Concerns over probation pre-sentence reports

HMI Probation research into pre-sentence information and advice highlights concerns about oral reports.

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Focus on speed has reduced quality

Last week (20 August 2020), the probation inspectorate published its latest research and analysis bulletin looking into: The quality of pre-sentence information and advice provided to courts.

In these bulletins, HMIP aggregates the data collected in its area reports (in this case inspections of seven NPS divisions between June 2018 and 2019) to look for underlaying trends. Analysis of 802 pre-sentence reports led to the following main conclusions:

  • In seven in ten cases, the pre-sentence information and advice was judged to be sufficiently analytical and personalised to the service user, supporting the court’s decision-making. Across the underpinning prompt questions, positive judgements ranged from 66% for considering the impact of the offence(s) on known/identifiable victims (with victim statements and Crown Prosecution Service (CPS) documents not always available to report writers) to 87% for the service user being meaningfully involved.
  • The quality of pre-sentence information and advice varied by type of report; nearly all of the standard delivery reports were judged to be sufficiently analytical and personalised to the service user, but this dropped to about two in three of the oral reports.
  • Reports were less likely to be judged sufficiently analytical and personalised for those with a high likelihood of reoffending. These service users tend to have multiple and complex needs, requiring careful consideration to be given to the most appropriate interventions and how they can be integrated into a coherent and holistic programme of work.
  • The pre-sentence advice was more likely to be judged sufficient when it had drawn appropriately upon available sources of information and it had considered factors related to both risk of harm and the likelihood of reoffending. A positive response to these prompts was least likely for oral reports. Information from other agencies could not always be shared in the time necessary to be included in these reports, and there was less time for report authors to consider and reflect upon the information to hand.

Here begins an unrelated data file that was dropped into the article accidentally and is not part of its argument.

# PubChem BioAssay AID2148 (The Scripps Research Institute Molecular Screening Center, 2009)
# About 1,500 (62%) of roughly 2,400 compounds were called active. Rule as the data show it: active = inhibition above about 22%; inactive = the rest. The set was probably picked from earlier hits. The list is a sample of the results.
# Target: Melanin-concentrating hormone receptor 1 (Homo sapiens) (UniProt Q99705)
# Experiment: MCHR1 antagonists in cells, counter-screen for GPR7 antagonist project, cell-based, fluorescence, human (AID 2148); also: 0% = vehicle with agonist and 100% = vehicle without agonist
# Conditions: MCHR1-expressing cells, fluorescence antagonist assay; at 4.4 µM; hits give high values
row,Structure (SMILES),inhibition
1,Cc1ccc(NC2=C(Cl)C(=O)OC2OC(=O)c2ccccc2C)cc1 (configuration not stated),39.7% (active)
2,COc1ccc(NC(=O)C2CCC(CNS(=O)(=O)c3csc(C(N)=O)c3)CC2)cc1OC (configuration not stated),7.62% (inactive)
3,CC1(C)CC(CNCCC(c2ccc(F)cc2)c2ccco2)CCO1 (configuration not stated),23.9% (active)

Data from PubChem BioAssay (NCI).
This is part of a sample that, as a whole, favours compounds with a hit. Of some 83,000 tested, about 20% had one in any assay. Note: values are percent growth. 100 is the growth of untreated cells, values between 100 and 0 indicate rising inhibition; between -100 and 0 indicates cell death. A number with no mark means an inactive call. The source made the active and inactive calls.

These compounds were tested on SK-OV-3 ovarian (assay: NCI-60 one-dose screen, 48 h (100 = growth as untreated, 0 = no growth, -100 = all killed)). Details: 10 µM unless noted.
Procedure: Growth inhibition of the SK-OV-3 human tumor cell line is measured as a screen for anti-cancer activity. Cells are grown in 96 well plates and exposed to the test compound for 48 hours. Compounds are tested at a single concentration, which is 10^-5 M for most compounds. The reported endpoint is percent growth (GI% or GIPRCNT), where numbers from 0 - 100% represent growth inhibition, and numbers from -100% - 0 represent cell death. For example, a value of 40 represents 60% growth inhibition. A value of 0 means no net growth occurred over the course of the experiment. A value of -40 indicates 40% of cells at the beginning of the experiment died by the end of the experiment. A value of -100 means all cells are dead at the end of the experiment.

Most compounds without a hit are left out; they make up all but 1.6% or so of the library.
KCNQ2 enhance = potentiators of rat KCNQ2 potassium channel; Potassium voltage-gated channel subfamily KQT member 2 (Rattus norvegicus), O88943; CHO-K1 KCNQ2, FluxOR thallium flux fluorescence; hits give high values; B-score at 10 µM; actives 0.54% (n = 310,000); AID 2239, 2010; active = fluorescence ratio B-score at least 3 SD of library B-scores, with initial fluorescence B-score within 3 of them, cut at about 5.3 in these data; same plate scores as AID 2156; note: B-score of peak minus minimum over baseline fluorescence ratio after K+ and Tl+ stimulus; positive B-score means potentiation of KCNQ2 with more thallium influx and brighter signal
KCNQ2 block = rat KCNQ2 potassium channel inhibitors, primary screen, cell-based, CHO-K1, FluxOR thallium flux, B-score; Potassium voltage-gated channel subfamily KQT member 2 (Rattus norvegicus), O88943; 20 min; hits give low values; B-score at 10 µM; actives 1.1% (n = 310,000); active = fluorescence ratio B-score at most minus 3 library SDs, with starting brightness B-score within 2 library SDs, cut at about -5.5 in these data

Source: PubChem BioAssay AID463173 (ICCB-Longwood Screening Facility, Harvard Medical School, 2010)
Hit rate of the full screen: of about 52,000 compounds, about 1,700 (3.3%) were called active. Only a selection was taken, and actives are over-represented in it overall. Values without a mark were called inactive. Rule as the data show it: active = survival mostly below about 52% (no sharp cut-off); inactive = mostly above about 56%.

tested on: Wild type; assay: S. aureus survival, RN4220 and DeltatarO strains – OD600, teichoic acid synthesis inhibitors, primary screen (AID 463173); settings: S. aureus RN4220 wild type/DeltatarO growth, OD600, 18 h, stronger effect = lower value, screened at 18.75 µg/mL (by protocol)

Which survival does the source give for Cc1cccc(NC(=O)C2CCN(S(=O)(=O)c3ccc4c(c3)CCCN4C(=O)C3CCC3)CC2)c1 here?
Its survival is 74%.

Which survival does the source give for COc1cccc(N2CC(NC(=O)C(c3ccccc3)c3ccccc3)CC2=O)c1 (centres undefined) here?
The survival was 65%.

• The pre-sentence advice was more likely to be judged sufficient when the final proposal was deemed appropriate and there was a sufficient record of the advice and the reasoning. Once again, a positive response to these prompts was least likely for oral reports. In some cases, it was clear that insufficient attention had been given to the appropriateness of accredited programmes or other treatment requirements.

 

The failings of oral reports

The research bulletin clearly highlights that oral reports are, unsurprisingly, of considerably lower quality than written reports, despite now constituting a majority of all reports (58% in 2018):

Recent years have seen a focus on speed and timeliness, with a shift from standard delivery reports to oral reports, and an NPS performance metric measuring the percentage of reports completed within the timescales set by the court. The findings in this bulletin clearly demonstrate that the focus upon speed and timeliness has had an impact upon quality. Notably, inspectors were less likely to judge that the pre-sentence information and advice was sufficiently analytical and personalised to the service user when an oral report was delivered.
Responses to the underpinning prompt questions reveal a number of issues with oral reports. They were less likely to have drawn sufficiently upon available sources of information, with information from other agencies not always shared in the time necessary to be included in the reports. They were less likely to have considered factors related to both risk of harm and the likelihood of reoffending, with less time for report authors to consider and reflect upon the information which was available. Unsurprisingly, the final proposal was then less likely to be deemed sufficient, and there was less likely to be a sufficient record of the advice and the reasoning. In some cases, it was clear that insufficient attention had been given to the appropriateness of accredited programmes or other treatment requirements.

 

Thanks to Andy Aitchison for kind permission to use the header image in this post. You can see Andy’s work here.

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One Response

  1. What many don’t seem to understand is that the PSR also informs one’s very first OASys (PSR OASys), which ultimately drives one’s case allocation. If the PSR is out of whack, so will be the OASys and, ultimately so will be one’s case allocation. As a direct result of this, an individual may find themselves dealing with the tyrannical NPS when, if the true facts were established [and recorded correctly], they could have been under the care of a CRC.

    Unconscious biases abound!

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